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The Incident At Irvine: When Does An Obnoxious Protest Become Criminal?

The Incident At Irvine: When Does An Obnoxious Protest Become Criminal?

Misdemeanor charges have been filed against 11 members of a Muslim student group who disrupted a speech by Israel’s U.S. ambassador at the University of California at Irvine last February. The defendants face six months in jail, probation or community service if convicted of one count each of conspiracy to disturb a meeting and one count each of disturbing the meeting. This will be an interesting case that will explore the legal line between the right to protest and an act of coordinated, criminal disruption of a lawful assembly.

The fact that the charges were filed almost exactly a year after the incident (before the statute of limitations deadline) shows that the Orange County district attorney, Tony Rackaukas, didn’t rush to judgment on the matter. He convened a grand jury to explore the incident, including issuing subpoenas to the protestors and hearing their testimony, although the jurors were not asked for a recommendation on whether to bring charges.

In the intervening year, however, it’s clear that Rackauckus was under pressure from activists on both sides.

Let no one make excuses for the obnoxious protestors, whose clear intent was not to present an opposing point of view or discourage attendance, but to prevent Amb. Michael Oren from speaking. Oren walked off the stage twice, but like a true Israeli, stuck to his guns and prevailed when the students were removed. This will make a weak civil liberties case. Your right to free speech ends when you try to take away someone else’s.

“It is true that an individual heckler may have the right to shout in opposition to a speaker, so long as his shouted words are brief and non-recurrent,” Alan Dershowitz wrote in a column in the Huffington Post. “But any fair viewing of the videotape, available on YouTube, proves beyond any doubt that this was a concerted effort to silence Michael Oren and to prevent his audience from hearing his point of view. The university was correctly embarrassed at this attempt at censorship.”

But there are concerns here that transcend civil liberties, such as the scale of punishment. When I was at Brooklyn College — then, as now, a flashpoint for Israel-related protests and counterprotests — people regularly engaged in this kind of behavior. When tuition went up students "took over" one of the buildings and forced the cancellation of classes. When Meir Kahane came to speak he was shouted down just as Oren was. When the campus paper insulted Jews, a Jewish student group took over the offices to demand the editor’s resignation, aiming to prevent the paper from publishing and thus cost it ad revenue.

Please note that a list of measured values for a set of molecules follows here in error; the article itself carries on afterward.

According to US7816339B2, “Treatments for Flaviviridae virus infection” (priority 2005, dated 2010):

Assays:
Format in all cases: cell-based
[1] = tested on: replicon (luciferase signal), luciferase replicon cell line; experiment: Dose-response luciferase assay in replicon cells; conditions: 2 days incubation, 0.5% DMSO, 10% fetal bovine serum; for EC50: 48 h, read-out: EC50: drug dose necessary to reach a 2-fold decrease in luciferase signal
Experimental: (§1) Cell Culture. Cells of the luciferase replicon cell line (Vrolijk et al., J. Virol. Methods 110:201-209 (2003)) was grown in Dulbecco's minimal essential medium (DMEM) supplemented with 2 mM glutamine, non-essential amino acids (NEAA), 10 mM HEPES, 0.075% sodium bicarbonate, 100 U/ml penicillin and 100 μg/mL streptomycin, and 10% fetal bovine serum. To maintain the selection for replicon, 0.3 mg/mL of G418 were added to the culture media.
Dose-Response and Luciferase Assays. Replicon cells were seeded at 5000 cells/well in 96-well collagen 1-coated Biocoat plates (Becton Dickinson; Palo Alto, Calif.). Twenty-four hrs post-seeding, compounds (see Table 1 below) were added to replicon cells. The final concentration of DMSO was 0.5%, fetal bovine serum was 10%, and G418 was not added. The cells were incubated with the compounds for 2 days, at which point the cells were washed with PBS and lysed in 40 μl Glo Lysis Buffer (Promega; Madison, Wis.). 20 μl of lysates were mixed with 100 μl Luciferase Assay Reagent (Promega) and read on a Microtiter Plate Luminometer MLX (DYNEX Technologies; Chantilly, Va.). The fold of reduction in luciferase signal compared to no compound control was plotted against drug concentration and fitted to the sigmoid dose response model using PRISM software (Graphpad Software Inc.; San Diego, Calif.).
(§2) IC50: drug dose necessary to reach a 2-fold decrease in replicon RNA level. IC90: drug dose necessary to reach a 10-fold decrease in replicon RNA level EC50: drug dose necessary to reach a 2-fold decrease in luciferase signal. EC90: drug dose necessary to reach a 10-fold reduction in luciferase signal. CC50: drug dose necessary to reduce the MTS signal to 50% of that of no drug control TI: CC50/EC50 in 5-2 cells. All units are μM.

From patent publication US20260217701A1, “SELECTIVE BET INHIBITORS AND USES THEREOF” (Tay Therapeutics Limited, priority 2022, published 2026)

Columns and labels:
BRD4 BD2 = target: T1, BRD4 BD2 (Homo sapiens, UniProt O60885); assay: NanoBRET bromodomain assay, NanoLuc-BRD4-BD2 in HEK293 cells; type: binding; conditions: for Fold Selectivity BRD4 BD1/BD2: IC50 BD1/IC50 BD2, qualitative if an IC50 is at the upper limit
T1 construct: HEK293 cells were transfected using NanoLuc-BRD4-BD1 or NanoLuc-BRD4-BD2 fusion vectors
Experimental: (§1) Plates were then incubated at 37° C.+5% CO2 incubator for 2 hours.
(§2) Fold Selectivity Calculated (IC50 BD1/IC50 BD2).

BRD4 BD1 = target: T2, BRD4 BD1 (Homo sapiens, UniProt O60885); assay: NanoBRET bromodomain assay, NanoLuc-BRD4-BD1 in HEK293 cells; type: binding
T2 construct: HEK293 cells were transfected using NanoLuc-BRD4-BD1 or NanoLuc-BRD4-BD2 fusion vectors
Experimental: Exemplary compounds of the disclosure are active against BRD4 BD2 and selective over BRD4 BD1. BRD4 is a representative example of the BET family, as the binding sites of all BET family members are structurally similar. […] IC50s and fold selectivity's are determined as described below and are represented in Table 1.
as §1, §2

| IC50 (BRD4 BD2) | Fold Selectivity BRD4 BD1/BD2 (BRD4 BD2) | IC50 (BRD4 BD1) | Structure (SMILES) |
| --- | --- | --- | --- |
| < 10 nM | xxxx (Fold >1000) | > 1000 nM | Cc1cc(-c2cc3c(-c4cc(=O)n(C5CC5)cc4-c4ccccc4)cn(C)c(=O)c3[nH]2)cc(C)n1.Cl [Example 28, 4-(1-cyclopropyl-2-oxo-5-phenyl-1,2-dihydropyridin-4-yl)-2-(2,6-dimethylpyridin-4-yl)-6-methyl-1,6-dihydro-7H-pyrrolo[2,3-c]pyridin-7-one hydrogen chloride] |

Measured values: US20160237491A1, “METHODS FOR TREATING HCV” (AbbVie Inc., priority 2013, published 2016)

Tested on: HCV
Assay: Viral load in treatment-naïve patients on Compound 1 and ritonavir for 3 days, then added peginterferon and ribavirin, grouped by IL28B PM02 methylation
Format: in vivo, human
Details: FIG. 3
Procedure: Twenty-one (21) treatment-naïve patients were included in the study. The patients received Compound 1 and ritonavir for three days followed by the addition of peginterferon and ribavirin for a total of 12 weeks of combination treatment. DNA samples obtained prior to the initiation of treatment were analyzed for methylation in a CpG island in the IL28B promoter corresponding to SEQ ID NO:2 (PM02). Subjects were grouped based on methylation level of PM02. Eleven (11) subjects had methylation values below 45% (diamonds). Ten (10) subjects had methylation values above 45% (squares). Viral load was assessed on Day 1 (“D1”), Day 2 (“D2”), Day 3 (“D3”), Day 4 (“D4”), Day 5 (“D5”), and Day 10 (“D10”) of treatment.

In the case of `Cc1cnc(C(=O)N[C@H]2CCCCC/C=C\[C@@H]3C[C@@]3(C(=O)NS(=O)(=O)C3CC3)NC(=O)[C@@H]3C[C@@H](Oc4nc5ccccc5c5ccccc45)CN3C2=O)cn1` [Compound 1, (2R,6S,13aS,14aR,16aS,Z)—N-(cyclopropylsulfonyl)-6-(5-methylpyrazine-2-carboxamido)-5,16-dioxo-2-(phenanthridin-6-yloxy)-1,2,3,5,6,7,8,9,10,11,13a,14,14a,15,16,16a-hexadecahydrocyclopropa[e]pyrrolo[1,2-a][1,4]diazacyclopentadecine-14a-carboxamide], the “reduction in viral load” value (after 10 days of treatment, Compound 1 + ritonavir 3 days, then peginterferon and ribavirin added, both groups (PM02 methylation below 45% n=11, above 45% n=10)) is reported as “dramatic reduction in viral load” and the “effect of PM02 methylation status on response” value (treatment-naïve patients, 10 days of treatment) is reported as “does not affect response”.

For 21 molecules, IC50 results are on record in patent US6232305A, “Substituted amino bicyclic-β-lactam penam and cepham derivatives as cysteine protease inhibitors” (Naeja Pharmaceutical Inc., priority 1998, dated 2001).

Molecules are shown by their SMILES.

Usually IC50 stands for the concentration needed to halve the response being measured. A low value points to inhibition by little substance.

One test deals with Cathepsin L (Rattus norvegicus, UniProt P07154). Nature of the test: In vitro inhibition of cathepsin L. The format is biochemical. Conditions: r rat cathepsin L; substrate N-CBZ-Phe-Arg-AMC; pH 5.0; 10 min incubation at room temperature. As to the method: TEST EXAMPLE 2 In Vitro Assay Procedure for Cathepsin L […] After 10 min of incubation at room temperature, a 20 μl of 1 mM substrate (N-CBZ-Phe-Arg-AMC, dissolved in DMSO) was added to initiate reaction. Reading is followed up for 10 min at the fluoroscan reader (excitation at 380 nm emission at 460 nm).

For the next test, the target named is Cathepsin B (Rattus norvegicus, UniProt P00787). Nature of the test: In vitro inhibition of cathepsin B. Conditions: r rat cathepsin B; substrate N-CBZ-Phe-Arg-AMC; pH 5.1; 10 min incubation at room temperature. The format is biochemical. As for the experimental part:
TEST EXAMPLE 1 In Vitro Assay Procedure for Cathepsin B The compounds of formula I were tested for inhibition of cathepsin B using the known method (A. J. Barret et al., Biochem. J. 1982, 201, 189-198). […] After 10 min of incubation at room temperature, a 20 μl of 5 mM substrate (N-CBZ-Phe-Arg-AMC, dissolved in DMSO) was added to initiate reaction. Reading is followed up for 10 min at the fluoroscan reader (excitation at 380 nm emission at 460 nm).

There were no cops or grand juries. A college campus is something of a microcosm of the real world but also largely considered practice and students who are idealistic, but yet to be tempered by real world experience are often given the chance to mature and learn from mistakes; even when it involves minor lawbreaking, such as disturbing the peace or sit-ins that deny others access to public buildings.

The Irvine case also reminded me of a speech by Rev. Jesse Jackson I attended as a reporter in December, 1995, at the Park Avenue Synagogue. A few minutes into the address a man stood up and started heckling. After he was escorted out another person rose, and another. It was a coordinated effort by the Jewish Action Alliance, a right-wing group that has now largely disbanded, to shut Jackson up because they considered him anti-Semitic. These were not students. They included an attorney, a social worker, and Beth Gilinsky, founder of the Jewish Action Alliance.

The police weren’t called. Yet I’m confident those protestors would welcome the Orange DA’s charges against the Irvine 11 for doing essentially the same thing.

There is no question that a coordinated pro-Palestinian effort is working to counter Zionist programing on college campuses and recruit Israel haters, and we ignore it at our peril. And, since the Irvine case involved a foreign dignitary, consequences are arguably justified.

But one of the dangers of a legal case is creating a public trial with Israel supporters hoping the outcome will cow pro-Palestinian activists into silence and the 11 and their backers arguing that this is another case of a powerful pro-Israel lobby trying to stifle criticism of Israel. Already, a few dozen faculty members have called on the DA to drop the charges. With those stakes, an acquittal will embolden even more protests, perhaps even more strident.

That’s why it might have been best for this to be left as an administrative matter for the University of California. The Muslim Student Association that started the protest has already been suspended for a year with another year of probation after that. Unfortunately, judging from reports of the incident, the students themselves only got a slap on the wrist from the college. Since the incident reflected badly on the university and could affect recruitment and fundraising, it would have been justified taking stronger action against them.

Fortunately, barring a plea deal, the question of whether the Feb. 8, 2010 incident at Irvine was a typically boisterous student protest, or a criminal act of conspiracy to disurb the peace and deny others their right to speech and assembly, will be left to an impartial jury, not to any of the passionate forces on both sides.

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